Impact Without Burnout: Dr. Zippy interviews Dr. Ana Melikian

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“We can achieve much more. We can contribute to society, make an impact, and make a difference out there. If we are refreshed, re-energized. In our full power.”

– Ana Melikian

I recently had the pleasure of being interviewed by Dr. Zippy, a visionary leader with a deep-rooted passion for human development and growth. We tackle the ever-present issue of burnout. What is it, and how do we navigate it? Or even better—how do we avoid it? 

We discuss: 

  • The three dimensions of burnout
  • Taking our health into our own hands
  • Striking the balance between achieving meaningful results and prioritizing our well-being 

The three dimensions of burnout

The three dimensions of burnout

Everyone has a perception of what burnout is. Even if definitions vary from person to person, if we ask enough people, we can identify the three different components of burnout:

  • Exhaustion—this is what most people think of, the image of a burnt-out match, nothing else to give
  • Disconnection, demotivation, cynicism about what they do—why bother? Think of the teachers who resent their students and the profession in itself
  • Lack of efficiency—low productivity, self-doubt, feeling negative about oneself, “Why can’t I keep up?”

Burnout is not an on or off-state; it’s more the extreme negative end of a continuum. On the positive end, we have optimal engagement, feeling the flow of peak performance, and a sense of purpose and connection. In between, we have over-extension and disengagement. 

If we don’t take preventive measures, we can burnout to the point that we have to take a considerable amount of time to recover, or the circumstances that lead to burnout can trigger mental or physical illnesses.

If you wake up one morning feeling tired, okay—maybe that was just a bad night's sleep. But if it's chronic exhaustion every morning, that is a red flag waving to tell you it’s time for a change. Your body is not getting enough time to recover mentally and physically.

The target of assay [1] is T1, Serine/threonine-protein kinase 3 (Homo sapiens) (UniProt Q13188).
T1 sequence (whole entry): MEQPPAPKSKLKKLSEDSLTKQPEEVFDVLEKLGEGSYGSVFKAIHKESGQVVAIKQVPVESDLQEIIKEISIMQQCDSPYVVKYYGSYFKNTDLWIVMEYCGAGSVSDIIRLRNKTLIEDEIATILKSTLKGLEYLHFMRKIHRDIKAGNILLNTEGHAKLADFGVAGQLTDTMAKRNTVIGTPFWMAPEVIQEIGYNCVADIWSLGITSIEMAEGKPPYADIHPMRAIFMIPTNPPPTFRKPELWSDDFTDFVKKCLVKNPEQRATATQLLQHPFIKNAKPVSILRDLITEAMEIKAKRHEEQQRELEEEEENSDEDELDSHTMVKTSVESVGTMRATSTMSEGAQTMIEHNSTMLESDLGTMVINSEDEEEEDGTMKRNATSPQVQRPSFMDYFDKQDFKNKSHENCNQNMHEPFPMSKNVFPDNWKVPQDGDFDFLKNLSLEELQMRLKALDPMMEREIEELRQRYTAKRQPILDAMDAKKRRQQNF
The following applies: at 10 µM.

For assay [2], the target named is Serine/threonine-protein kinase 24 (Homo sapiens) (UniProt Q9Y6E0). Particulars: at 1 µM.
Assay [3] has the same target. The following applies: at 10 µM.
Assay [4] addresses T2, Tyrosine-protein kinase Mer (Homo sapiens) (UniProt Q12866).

These are a few indicators that you are burning out: 

  • You’re having to drag yourself out of bed and fight with your alarm
  • You’re procrastinating on tasks you normally would enjoy completing
  • You can’t pinpoint the source of your exhaustion, it seems everywhere

Taking our health into our own hands

Taking our health into our own hands

When we’re in school, we can push ourselves harder and harder knowing that a built-in break will come—summer, Christmas vacation, spring break—and we’ll have time to recharge, recover, and return renewed for the next semester. 

The rest of life isn’t like that. More often than not, there are no built-in breaks. So, we must take our recovery time into our own hands and be deliberate with our health. We must delve into self-awareness to avoid running on empty.

That’s why I developed the PIE Method. We can navigate high-achieving tendencies without burnout through Pausing, Increased self-awareness, and Experimentation. We have the power to avoid burnout and regain our motivation—to have an impact without the strain of overworking ourselves.

Striking the balance between achieving meaningful results and prioritizing our well-being

Striking the balance between achieving meaningful results and prioritizing our well being

Think of yourself as a pencil. A pencil can do amazing things—write, draw, create. We can even write with regular pencils in space, unlike regular pens. Versatility is a trademark of a good, old-fashioned number two pencil. 

We can start with a sharp point, but the more we write, sketch, and create, a blunt end forms, no matter what angle we write with. If we’re too busy to pause and sharpen the pencil, the work quality suffers, and so does our health.

Look at athletes—they know the importance of a pause and recovery. Their bodies will simply not perform at their best when they don’t take the time they need to recuperate. 

Though we may not be gymnasts or track stars, we have the same duty to our bodies (and minds) that athletes do. We’re responsible for providing ourselves with the rest we need to perform without burning out or blunting our edge.

Give yourself rituals for transitioning from the work day into the evening, and let yourself detach. Build that time into your schedule, or your body will build it in for you—oftentimes not in a preferred way.

The more we take care of our bodies, mental health, and spiritual needs, the more we can make a difference in the world.

How have you adopted transitional times into your routine? What dimension of burnout have you struggled with the most?

Be sure to check out the full episode for further insight into self-awareness and avoiding burnout!